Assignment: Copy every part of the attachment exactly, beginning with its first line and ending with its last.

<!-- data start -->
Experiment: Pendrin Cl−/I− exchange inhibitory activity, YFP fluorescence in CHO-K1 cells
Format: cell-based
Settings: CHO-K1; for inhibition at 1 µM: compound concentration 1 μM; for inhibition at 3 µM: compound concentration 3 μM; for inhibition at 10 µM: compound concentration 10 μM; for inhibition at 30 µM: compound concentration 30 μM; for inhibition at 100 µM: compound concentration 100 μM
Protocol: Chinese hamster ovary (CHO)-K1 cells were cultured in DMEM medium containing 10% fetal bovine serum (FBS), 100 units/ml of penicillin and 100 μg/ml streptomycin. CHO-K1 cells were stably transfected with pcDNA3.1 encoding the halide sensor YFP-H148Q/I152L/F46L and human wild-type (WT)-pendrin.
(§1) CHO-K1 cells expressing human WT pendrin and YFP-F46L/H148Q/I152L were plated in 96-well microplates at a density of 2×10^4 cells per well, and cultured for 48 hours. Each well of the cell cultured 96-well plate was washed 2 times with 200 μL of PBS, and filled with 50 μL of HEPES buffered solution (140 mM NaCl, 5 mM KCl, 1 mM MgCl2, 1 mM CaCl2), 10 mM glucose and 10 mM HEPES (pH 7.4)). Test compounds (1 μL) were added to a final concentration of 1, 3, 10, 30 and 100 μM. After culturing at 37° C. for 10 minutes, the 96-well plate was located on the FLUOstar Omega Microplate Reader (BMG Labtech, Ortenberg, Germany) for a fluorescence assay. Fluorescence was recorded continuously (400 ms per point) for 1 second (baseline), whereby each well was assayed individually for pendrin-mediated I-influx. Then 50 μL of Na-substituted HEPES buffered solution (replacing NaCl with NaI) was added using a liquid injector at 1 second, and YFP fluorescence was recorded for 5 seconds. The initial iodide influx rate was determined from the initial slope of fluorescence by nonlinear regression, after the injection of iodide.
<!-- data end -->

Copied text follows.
Experiment: Pendrin Cl−/I− exchange inhibitory activity, YFP fluorescence in CHO-K1 cells
Format: cell-based
Settings: CHO-K1; for inhibition at 1 µM: compound concentration 1 μM; for inhibition at 3 µM: compound concentration 3 μM; for inhibition at 10 µM: compound concentration 10 μM; for inhibition at 30 µM: compound concentration 30 μM; for inhibition at 100 µM: compound concentration 100 μM
Protocol: Chinese hamster ovary (CHO)-K1 cells were cultured in DMEM medium containing 10% fetal bovine serum (FBS), 100 units/ml of penicillin and 100 μg/ml streptomycin. CHO-K1 cells were stably transfected with pcDNA3.1 encoding the halide sensor YFP-H148Q/I152L/F46L and human wild-type (WT)-pendrin.
(§1) CHO-K1 cells expressing human WT pendrin and YFP-F46L/H148Q/I152L were plated in 96-well microplates at a density of 2×10^4 cells per well, and cultured for 48 hours. Each well of the cell cultured 96-well plate was washed 2 times with 200 μL of PBS, and filled with 50 μL of HEPES buffered solution (140 mM NaCl, 5 mM KCl, 1 mM MgCl2, 1 mM CaCl2), 10 mM glucose and 10 mM HEPES (pH 7.4)). Test compounds (1 μL) were added to a final concentration of 1, 3, 10, 30 and 100 μM. After culturing at 37° C. for 10 minutes, the 96-well plate was located on the FLUOstar Omega Microplate Reader (BMG Labtech, Ortenberg, Germany) for a fluorescence assay. Fluorescence was recorded continuously (400 ms per point) for 1 second (baseline), whereby each well was assayed individually for pendrin-mediated I-influx. Then 50 μL of Na-substituted HEPES buffered solution (replacing NaCl with NaI) was added using a liquid injector at 1 second, and YFP fluorescence was recorded for 5 seconds. The initial iodide influx rate was determined from the initial slope of fluorescence by nonlinear regression, after the injection of iodide.